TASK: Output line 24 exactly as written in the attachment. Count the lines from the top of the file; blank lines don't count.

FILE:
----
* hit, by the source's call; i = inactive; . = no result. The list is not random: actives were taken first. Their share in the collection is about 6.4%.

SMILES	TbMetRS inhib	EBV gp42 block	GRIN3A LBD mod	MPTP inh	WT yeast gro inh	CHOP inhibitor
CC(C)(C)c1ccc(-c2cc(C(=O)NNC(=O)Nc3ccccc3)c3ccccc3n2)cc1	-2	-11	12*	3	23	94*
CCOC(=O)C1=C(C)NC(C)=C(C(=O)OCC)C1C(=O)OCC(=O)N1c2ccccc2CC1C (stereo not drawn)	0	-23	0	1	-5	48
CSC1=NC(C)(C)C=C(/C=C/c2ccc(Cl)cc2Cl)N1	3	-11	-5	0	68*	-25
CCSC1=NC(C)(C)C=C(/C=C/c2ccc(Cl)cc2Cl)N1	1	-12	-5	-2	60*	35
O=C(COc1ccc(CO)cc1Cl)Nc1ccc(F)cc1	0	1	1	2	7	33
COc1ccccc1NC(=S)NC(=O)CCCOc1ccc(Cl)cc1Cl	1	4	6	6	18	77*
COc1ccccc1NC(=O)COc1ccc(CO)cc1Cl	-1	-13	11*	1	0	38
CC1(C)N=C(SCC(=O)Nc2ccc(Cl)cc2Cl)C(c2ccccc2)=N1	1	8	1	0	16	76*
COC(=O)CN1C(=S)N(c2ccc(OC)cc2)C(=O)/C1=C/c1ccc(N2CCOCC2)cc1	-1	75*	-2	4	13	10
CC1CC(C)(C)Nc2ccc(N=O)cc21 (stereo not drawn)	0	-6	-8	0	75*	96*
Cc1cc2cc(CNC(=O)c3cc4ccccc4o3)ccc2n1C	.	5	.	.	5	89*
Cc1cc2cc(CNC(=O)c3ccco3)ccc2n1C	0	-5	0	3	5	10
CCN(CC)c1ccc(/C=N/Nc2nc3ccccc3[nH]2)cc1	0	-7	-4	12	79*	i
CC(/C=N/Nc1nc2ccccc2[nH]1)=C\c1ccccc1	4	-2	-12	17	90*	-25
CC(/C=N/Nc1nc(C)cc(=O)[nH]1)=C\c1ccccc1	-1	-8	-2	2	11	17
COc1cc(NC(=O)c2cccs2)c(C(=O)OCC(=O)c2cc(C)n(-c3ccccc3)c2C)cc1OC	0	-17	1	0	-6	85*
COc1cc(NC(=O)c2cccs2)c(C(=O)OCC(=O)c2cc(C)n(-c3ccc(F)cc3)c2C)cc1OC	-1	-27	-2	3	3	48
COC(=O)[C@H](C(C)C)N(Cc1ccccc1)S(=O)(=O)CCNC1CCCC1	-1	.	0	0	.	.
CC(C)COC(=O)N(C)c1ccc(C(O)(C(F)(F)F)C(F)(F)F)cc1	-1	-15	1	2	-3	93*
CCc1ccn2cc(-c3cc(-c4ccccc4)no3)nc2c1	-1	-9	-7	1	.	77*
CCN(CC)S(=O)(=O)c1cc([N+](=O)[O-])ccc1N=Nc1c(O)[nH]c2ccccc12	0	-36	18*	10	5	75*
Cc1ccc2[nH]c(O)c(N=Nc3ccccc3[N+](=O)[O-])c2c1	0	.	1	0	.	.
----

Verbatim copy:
Cc1ccc2[nH]c(O)c(N=Nc3ccccc3[N+](=O)[O-])c2c1	0	.	1	0	.	.